Because of the way the brain develops, from the bottom up and from the inside out, different areas of the brain are impacted during trauma depending on the age of the child. The younger a child is during the trauma, the more necessary it is to stimulate specific neuropathways that promote healthy brain development (Perry). Certain neuropathways in the brain are developed and others are underdeveloped depending on the experiences of the child.

This is a significant problem in the conventional mental health approach to maltreated children; many of their problems are related to disorganized or poorly regulated networks (e.g., the monoamines) originating lower in the brain. Yet, our clinical interventions often provide experiences that primarily target the innervated cortical or limbic (i.e., cognitive and relational interactions) regions in the brain and not the innervating source of the dysregulation (lower stress-response networks). Even when targeting the appropriate systems in the brain, we rarely provide the repetitions necessary to modify organized neural networks; 1 hour of therapy a week is insufficient to alter the accumulated impact of years of chaos, threat, loss, and humiliation. Inadequate ‘‘targeting’’ of our therapeutic activities to brain areas that are not the source of the symptoms and insufficient ‘‘repetitions’’ combine to make conventional mental health services for maltreated children ineffective. (Perry, p. 244)

Trauma is often kept in one’s memory as sensations, symbols, and mental images that can be difficult to access in traditional talk therapy or informal conversation. These memories are situated in the primitive sections of the brain and may not be part of a person’s conscious awareness. Expressive arts help children manage experiences that are too difficult or painful to assimilate. In his research on child trauma, Perry found that activities such as dance, massage, music, yoga, drumming, and other similar interventions provide the patterned and repetitive neural input to alter the lower stress-response networks of the brain and help children better cope with the symptoms related to their trauma. This could explain the many benefits children at CHLA receive from participating in the dance troupe. They practice their traditional Mexican dances many times per week. Their performance shoes have taps on them that make a percussive sound when they dance. While they rehearsed, I often closed my eyes and listened to the rhythms being created. The children emphasized specific beats and memorized the dance by the rhythmic sounds being created.

A child’s spiritual awareness and development can be improved by the use of expressive arts. The use of dance deepens “children’s spiritual awareness and provides a context for the development of a kinesthetic intelligence, which allows children to embody and give expression to abstract concepts and ideas” (Bhagwan, 2009, p. 229). Creative arts also “engage children in learning that is intimately related to spiritual development, involving self-understanding, understanding relationships, wider environmental connectedness, and connection with the divine” (Coholic, Lougheed, & Lebreton, 2009, p. 31). The arts engage the senses in a way that transcends the ordinary and mundane aspects of life. As children connect to their poems, songs, dances, or paintings, they become more aware of their thoughts, emotions, and core beliefs. This assists in self-discovery and self-understanding and helps them find meaning.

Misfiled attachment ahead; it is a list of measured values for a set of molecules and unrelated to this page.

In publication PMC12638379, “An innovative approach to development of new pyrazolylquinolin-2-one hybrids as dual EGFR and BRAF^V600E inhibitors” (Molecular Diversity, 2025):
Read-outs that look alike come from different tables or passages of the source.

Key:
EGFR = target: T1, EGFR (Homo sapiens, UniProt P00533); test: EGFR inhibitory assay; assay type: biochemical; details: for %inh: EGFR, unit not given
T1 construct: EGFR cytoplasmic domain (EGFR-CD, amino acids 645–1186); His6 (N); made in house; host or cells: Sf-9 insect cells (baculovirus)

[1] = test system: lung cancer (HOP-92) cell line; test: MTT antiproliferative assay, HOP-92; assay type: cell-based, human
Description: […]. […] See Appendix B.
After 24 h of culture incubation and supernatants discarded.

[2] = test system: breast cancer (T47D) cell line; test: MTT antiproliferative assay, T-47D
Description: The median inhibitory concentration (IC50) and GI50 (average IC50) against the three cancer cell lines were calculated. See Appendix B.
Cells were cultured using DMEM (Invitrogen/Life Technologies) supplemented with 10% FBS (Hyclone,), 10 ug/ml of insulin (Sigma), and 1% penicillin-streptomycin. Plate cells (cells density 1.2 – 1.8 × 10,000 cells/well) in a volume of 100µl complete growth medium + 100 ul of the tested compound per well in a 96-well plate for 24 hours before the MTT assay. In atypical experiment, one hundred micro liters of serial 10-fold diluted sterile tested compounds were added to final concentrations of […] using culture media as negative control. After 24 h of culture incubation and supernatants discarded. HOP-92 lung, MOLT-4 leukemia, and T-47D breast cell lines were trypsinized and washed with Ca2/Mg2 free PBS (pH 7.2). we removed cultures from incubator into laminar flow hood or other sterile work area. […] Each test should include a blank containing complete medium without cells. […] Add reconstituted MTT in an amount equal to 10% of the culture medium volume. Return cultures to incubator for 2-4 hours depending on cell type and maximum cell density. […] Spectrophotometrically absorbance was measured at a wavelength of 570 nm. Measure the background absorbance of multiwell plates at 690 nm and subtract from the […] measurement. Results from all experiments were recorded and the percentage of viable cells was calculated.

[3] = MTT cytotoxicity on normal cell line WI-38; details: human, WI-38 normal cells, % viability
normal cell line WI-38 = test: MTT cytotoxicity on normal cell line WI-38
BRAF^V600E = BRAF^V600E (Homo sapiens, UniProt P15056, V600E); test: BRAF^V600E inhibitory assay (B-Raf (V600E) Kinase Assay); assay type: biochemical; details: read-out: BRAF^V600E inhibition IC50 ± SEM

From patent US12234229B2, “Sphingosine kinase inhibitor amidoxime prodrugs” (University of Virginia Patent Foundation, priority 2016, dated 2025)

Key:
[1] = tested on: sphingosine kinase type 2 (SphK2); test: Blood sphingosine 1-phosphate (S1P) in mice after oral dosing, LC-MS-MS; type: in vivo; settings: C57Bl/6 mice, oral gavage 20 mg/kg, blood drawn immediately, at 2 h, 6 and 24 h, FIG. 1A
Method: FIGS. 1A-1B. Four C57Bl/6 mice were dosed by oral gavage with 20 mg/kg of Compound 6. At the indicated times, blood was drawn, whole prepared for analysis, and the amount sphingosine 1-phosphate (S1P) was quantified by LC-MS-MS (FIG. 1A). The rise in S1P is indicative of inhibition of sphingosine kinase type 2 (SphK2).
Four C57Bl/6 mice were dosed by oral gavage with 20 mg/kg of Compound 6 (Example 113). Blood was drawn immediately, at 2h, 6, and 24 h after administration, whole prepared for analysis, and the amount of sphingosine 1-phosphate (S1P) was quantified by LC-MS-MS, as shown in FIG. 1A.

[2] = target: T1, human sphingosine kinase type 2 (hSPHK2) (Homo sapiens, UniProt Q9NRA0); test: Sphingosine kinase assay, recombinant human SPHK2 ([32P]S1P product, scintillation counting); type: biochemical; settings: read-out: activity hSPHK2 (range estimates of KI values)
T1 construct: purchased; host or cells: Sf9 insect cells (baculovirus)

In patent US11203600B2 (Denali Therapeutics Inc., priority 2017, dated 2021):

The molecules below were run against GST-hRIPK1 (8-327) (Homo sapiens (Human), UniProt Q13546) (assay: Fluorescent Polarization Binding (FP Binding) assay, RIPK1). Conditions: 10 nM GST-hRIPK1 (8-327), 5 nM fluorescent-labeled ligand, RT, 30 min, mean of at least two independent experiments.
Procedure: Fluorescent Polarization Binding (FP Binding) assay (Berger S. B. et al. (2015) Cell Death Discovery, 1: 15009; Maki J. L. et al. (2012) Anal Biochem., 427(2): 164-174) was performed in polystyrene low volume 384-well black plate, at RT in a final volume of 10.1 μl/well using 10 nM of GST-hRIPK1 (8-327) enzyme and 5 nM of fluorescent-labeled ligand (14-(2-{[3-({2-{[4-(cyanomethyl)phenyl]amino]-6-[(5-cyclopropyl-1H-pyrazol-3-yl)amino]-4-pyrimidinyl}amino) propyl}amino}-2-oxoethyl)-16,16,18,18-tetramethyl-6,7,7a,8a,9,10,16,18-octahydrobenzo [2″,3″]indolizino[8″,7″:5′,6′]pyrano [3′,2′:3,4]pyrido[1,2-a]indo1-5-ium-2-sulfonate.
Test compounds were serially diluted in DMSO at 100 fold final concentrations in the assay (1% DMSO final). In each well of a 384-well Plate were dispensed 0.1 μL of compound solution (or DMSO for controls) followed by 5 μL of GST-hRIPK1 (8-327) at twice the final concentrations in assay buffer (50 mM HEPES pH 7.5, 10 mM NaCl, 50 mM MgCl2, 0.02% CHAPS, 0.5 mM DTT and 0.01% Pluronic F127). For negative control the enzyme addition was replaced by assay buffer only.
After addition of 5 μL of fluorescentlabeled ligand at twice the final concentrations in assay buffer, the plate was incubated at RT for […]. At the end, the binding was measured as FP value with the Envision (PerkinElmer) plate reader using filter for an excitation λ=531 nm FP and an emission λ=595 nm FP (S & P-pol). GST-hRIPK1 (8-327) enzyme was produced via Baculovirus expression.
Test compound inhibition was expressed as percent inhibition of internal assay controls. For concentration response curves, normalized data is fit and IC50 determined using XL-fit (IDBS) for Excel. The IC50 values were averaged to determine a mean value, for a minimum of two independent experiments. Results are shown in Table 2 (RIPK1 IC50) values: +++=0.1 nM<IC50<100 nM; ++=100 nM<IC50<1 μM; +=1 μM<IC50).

During my sabbatical, I observed children at CHLA make great strides in their development and healing by participating in expressive arts. They beamed with pride and confidence after a dance or musical performance. Paintings and drawings were used to communicate a wide range of emotions and experiences. It was as if the arts were a normal and regular means of expression for the children there. The use of the creative process in each child’s life was planned, organized, and well facilitated, and the results were impressive and inspiring. The dedicated staff and volunteers have been able to reach and engage hundreds of maltreated children through the natural restoration and rejuvenation that occurs when we engage in expressive arts.

Given the limited access to psychological resources in such settings, childcare workers must be strategic in their methods and strategies. Expressive arts are a relatively inexpensive and effective method to engage child who have experienced trauma. It is surprising that more orphanages have not incorporated them into their program.

CHLA uses expressive arts in a way that is fun, therapeutic, and inspirational. Creativity and imagination serve as a catalyst in the children’s emotional, social, physical, and spiritual growth. Further trainings must be provided for childcare staff and volunteers on ways to use expressive arts without practicing beyond their level of competence. Experts in art, music, and movement therapies could create inexpensive and safe activities to use with some guidance on how to facilitate the process. Further research is needed in the use of the arts in orphanages throughout the world, as there are many variables involved in determining what makes an orphanage successful in working with traumatized children.

If these talented children are to thrive and blossom to their full potential, we must be open to all innovative, inexpensive, and evidenced-based approaches that help them heal from trauma.

— Don Phelps, PhD, LCSW, is an associate professor in the School of Social Work at Aurora University in Illinois. Over the last 25 years, he has worked as a youth and family therapist, clinical director, chief operating officer, and CEO.